Postcards from Florida: Big Hair and Other Gifts from God

shells

I love Florida. It’s my favorite hair salon.

If I go to a real salon where they actually style your hair, I usually leave with my head feeling stiff and full of gel, hairspray, or other product. And I feel like I’m wearing a disguise. (I’m ready for my spy assignment!) One time a stylist straightened my long, slightly wavy hair with a hair iron after she cut it. I’m not sure why she did that. I hadn’t said, “I’m travelling back in time to 1969 and need some stick-straight hippie hair.” She must have somehow misheard me when I asked for a trim.

That’s why I’ve decided that Florida is the best hairstylist for me; it’s just too bad I don’t live there. Maybe a different state would work better for you, but the Sunshine State’s humidity curls my hair and adds volume, making it look naturally big and bouncy as opposed to the Colorado version of dry and flat.

I say this because I recently spent a week in Florida with my hubby—not just for the hairdo, though. I love the ocean, too. And on Sanibel and Captiva Islands, you get a bonus along with the sun and sand—seashells!

On our first day at the beach, my big hair and I were happy to look at the shells that had washed up on our little bit of the shore. There were enough to keep me interested. On the second day, I took a short stroll along the ocean. On the third day, I saw someone walking toward me with a huge Horse Conch shell. That’s when I was struck with shell envy and decided we needed to explore.

So my husband and I walked toward the end of the island. We walked and walked, and then we saw them: piles and piles of shells lined up on the sand, long rows of them, waves of shells where the low tide had washed them in.

As we discovered this stunning abundance, I wasn’t even sure where to look. I was overwhelmed with pleasure: the light bouncing off the seashells, the blue of the ocean, the sound of the lapping waves, the dolphin we saw swim by as we had walked to this Eden-like spot—all this had drenched me with joy and contentment.

This must be what heaven is like, I thought.

Yet for two days, I had missed miles of beach covered with a ridiculous wealth of shells. I had kept my head down in the only little spot I knew, the stretch where the beach was mostly sand instead of mostly shells.

I hadn’t known that a 30-minute walk would take me to a world where the shells I’d found on the first days wouldn’t even be considered worthy of notice next to the riches the sea continually deposited just a mile down the shore. Even though I’d taken a short walk on the second day, I hadn’t wandered quite far enough. 

This experience prompted me to ask myself a few questions:

  • Where was I living my life? On the small patch of mostly sand or the wide swath of mostly shells?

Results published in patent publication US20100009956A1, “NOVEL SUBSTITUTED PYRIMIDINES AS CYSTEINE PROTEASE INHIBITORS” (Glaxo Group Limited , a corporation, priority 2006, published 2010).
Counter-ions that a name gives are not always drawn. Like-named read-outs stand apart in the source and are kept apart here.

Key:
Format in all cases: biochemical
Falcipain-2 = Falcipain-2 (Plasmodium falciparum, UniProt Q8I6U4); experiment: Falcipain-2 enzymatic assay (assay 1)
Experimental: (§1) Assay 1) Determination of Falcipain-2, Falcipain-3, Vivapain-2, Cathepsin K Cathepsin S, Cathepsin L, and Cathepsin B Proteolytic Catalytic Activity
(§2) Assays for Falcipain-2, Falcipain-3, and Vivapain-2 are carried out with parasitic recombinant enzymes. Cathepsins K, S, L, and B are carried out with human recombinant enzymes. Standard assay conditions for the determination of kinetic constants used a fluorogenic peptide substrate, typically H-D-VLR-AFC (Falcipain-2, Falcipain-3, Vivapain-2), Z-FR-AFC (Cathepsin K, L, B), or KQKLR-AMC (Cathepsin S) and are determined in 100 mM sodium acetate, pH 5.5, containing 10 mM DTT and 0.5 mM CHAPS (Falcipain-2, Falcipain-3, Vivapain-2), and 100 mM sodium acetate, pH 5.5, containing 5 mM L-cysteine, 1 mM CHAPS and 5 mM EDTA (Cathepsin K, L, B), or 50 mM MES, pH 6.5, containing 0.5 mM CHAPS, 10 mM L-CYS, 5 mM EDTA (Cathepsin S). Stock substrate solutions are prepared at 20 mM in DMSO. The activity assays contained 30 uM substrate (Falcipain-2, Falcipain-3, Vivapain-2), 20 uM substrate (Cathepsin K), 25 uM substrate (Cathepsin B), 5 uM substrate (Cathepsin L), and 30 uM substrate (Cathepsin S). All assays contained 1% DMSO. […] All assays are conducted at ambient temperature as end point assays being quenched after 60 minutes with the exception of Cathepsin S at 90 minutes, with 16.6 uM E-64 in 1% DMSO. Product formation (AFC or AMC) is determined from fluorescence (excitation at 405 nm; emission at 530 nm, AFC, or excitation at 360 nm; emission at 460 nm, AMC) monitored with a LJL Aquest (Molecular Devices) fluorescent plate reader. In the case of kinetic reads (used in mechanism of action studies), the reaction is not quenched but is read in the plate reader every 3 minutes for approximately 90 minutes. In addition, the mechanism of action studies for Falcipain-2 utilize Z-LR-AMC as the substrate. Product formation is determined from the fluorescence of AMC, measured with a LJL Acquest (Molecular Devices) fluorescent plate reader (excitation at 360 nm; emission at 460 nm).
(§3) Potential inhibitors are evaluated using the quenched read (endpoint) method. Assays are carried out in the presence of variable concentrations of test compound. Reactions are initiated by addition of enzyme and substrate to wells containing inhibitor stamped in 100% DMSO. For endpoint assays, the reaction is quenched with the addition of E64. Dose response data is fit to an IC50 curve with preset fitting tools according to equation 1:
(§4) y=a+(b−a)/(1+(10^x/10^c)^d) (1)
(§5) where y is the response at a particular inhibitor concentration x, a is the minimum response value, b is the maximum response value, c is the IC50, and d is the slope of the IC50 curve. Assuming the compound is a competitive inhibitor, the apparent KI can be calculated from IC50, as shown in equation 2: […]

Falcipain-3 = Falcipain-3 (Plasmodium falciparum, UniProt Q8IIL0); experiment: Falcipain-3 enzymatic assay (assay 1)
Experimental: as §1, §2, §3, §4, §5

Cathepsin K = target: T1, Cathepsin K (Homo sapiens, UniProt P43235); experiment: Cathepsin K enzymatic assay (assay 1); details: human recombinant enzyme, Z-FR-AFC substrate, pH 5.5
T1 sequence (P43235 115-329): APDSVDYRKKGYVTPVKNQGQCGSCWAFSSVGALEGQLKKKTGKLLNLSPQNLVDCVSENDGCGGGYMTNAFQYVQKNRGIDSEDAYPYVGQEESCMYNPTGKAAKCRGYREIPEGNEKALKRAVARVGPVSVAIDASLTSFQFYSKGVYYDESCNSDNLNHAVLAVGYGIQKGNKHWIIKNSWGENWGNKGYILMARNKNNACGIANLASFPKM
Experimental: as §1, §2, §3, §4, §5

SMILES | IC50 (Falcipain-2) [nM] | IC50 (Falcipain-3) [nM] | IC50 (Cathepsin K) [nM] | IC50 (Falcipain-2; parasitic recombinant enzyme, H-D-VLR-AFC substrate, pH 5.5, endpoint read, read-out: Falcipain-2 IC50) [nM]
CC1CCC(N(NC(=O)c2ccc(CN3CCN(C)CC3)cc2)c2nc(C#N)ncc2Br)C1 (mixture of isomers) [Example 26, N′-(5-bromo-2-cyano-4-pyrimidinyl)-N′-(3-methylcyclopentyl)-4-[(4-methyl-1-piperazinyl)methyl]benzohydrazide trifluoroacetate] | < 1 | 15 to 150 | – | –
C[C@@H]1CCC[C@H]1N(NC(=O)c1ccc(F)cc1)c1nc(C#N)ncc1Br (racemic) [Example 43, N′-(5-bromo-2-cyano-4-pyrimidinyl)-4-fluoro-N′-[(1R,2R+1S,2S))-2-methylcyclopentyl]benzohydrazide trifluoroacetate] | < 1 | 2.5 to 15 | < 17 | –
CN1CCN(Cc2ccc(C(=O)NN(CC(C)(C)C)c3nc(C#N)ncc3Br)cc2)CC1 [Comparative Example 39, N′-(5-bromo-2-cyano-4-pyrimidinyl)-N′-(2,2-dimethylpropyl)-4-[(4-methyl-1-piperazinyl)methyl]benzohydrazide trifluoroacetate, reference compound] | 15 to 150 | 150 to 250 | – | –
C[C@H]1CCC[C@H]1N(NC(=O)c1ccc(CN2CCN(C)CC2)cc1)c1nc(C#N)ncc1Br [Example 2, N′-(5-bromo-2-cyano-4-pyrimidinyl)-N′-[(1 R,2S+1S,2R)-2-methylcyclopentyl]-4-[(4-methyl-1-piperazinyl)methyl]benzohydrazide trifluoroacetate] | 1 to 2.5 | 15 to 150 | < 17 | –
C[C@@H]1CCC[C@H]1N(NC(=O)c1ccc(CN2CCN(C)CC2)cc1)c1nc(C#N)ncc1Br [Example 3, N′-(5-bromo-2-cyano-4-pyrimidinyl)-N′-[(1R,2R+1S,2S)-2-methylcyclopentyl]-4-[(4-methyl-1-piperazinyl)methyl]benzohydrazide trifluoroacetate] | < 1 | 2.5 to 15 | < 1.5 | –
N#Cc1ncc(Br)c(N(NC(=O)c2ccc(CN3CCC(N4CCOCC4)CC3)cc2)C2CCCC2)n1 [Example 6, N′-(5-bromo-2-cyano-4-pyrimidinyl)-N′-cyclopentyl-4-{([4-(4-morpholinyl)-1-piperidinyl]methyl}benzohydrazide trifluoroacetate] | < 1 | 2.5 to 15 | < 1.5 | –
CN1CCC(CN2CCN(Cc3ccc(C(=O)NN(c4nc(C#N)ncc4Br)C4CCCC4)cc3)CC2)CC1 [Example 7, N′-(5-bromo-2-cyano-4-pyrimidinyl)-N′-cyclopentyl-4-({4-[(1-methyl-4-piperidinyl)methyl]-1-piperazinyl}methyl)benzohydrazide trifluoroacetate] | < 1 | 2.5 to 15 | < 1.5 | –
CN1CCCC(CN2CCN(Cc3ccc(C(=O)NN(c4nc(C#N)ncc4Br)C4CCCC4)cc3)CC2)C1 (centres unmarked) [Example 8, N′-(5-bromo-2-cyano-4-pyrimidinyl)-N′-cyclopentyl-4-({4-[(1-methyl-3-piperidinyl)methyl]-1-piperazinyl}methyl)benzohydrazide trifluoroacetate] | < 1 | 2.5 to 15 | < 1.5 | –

• Have I been oblivious to the abundance God has given me? Is there something I haven’t even noticed? Is there a pile of shells right around the corner, through an open door, or a decision away that God may be prompting me to make? 
  • Are there blessings I’m not noticing because my head is down? Am I so focused on my square foot of life’s business that I’ve forgotten to look up and around every once in a while and enjoy the gifts God has for me?

How about you? Are you forgetting to look for God’s gifts today? Be sure of this: God your Father wants you to enjoy His gifts; He is the sum of all fathers delighting in the smiles, the laughter, and the joy they bring to their children’s worlds.

I saw a few of those fathers on Captiva Island. One was swinging his daughter around and around on the beach; she was laughing and enjoying the ride. Another father, a few tables away from us in a restaurant, was dancing with his little girl near their table, even though there was no official dance floor. The musician playing the guitar for the diners was all the dad needed to twirl his daughter around.

  • I like to think of God that way—twirling me around on that Florida shore, showing me the beauty and abundance of all those shells and delighting in my happiness.

And maybe He was also letting me know that every once in a while, I need to  look around, maybe even walk down the shore, looking for what He’s already given me. And I can do that with or without big hair. He doesn’t care.

“Every good gift and every perfect gift is from above, coming down from the Father of lights with whom there is no variation or shadow due to change.” James 1:1

“I have come that they may have life, and that they may have it more abundantly.” John 10:10